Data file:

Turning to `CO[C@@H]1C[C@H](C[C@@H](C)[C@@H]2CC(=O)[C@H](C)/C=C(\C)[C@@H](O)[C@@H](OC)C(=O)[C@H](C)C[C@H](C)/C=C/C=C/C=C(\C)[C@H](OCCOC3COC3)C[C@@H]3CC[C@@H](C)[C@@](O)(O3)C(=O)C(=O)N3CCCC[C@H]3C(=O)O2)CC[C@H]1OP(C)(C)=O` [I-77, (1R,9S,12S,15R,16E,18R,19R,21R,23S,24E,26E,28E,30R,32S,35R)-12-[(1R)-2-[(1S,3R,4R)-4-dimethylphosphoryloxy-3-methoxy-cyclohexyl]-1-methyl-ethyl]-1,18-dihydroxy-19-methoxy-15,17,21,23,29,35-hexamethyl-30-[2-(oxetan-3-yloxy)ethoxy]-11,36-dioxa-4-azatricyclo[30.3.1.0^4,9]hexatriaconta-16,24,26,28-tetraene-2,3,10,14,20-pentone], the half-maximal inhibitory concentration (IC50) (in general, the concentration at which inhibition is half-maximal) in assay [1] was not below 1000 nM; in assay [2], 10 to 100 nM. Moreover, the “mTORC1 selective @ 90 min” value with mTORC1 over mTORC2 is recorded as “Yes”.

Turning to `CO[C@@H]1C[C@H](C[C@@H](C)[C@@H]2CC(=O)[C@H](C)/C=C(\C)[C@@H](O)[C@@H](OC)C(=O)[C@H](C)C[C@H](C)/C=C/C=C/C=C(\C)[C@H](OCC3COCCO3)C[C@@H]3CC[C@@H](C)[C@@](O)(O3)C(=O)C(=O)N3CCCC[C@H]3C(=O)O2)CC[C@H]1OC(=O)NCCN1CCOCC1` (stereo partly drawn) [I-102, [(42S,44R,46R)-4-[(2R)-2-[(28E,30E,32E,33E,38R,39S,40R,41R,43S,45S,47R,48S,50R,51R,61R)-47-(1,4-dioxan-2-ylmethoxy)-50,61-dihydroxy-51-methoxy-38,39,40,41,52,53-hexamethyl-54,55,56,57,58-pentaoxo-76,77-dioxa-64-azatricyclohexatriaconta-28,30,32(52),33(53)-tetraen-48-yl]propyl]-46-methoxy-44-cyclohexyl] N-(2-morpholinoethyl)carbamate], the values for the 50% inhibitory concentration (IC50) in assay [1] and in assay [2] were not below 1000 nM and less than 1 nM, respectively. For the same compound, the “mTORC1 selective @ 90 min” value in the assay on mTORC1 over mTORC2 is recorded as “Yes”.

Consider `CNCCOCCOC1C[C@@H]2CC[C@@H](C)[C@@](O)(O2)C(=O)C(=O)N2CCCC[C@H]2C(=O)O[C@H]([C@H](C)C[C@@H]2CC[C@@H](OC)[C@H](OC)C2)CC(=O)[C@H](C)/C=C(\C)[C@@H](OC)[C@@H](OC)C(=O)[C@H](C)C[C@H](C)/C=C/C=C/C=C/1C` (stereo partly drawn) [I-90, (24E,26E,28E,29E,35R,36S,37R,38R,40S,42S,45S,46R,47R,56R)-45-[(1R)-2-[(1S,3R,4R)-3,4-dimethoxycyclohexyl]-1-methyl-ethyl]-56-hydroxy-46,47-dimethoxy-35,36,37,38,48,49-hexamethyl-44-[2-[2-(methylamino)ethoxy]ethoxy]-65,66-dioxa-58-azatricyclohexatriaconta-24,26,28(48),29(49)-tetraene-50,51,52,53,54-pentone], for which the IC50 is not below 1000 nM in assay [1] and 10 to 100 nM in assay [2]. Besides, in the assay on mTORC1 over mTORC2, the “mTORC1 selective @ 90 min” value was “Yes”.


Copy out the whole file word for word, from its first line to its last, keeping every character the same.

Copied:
Turning to `CO[C@@H]1C[C@H](C[C@@H](C)[C@@H]2CC(=O)[C@H](C)/C=C(\C)[C@@H](O)[C@@H](OC)C(=O)[C@H](C)C[C@H](C)/C=C/C=C/C=C(\C)[C@H](OCCOC3COC3)C[C@@H]3CC[C@@H](C)[C@@](O)(O3)C(=O)C(=O)N3CCCC[C@H]3C(=O)O2)CC[C@H]1OP(C)(C)=O` [I-77, (1R,9S,12S,15R,16E,18R,19R,21R,23S,24E,26E,28E,30R,32S,35R)-12-[(1R)-2-[(1S,3R,4R)-4-dimethylphosphoryloxy-3-methoxy-cyclohexyl]-1-methyl-ethyl]-1,18-dihydroxy-19-methoxy-15,17,21,23,29,35-hexamethyl-30-[2-(oxetan-3-yloxy)ethoxy]-11,36-dioxa-4-azatricyclo[30.3.1.0^4,9]hexatriaconta-16,24,26,28-tetraene-2,3,10,14,20-pentone], the half-maximal inhibitory concentration (IC50) (in general, the concentration at which inhibition is half-maximal) in assay [1] was not below 1000 nM; in assay [2], 10 to 100 nM. Moreover, the “mTORC1 selective @ 90 min” value with mTORC1 over mTORC2 is recorded as “Yes”.

Turning to `CO[C@@H]1C[C@H](C[C@@H](C)[C@@H]2CC(=O)[C@H](C)/C=C(\C)[C@@H](O)[C@@H](OC)C(=O)[C@H](C)C[C@H](C)/C=C/C=C/C=C(\C)[C@H](OCC3COCCO3)C[C@@H]3CC[C@@H](C)[C@@](O)(O3)C(=O)C(=O)N3CCCC[C@H]3C(=O)O2)CC[C@H]1OC(=O)NCCN1CCOCC1` (stereo partly drawn) [I-102, [(42S,44R,46R)-4-[(2R)-2-[(28E,30E,32E,33E,38R,39S,40R,41R,43S,45S,47R,48S,50R,51R,61R)-47-(1,4-dioxan-2-ylmethoxy)-50,61-dihydroxy-51-methoxy-38,39,40,41,52,53-hexamethyl-54,55,56,57,58-pentaoxo-76,77-dioxa-64-azatricyclohexatriaconta-28,30,32(52),33(53)-tetraen-48-yl]propyl]-46-methoxy-44-cyclohexyl] N-(2-morpholinoethyl)carbamate], the values for the 50% inhibitory concentration (IC50) in assay [1] and in assay [2] were not below 1000 nM and less than 1 nM, respectively. For the same compound, the “mTORC1 selective @ 90 min” value in the assay on mTORC1 over mTORC2 is recorded as “Yes”.

Consider `CNCCOCCOC1C[C@@H]2CC[C@@H](C)[C@@](O)(O2)C(=O)C(=O)N2CCCC[C@H]2C(=O)O[C@H]([C@H](C)C[C@@H]2CC[C@@H](OC)[C@H](OC)C2)CC(=O)[C@H](C)/C=C(\C)[C@@H](OC)[C@@H](OC)C(=O)[C@H](C)C[C@H](C)/C=C/C=C/C=C/1C` (stereo partly drawn) [I-90, (24E,26E,28E,29E,35R,36S,37R,38R,40S,42S,45S,46R,47R,56R)-45-[(1R)-2-[(1S,3R,4R)-3,4-dimethoxycyclohexyl]-1-methyl-ethyl]-56-hydroxy-46,47-dimethoxy-35,36,37,38,48,49-hexamethyl-44-[2-[2-(methylamino)ethoxy]ethoxy]-65,66-dioxa-58-azatricyclohexatriaconta-24,26,28(48),29(49)-tetraene-50,51,52,53,54-pentone], for which the IC50 is not below 1000 nM in assay [1] and 10 to 100 nM in assay [2]. Besides, in the assay on mTORC1 over mTORC2, the “mTORC1 selective @ 90 min” value was “Yes”.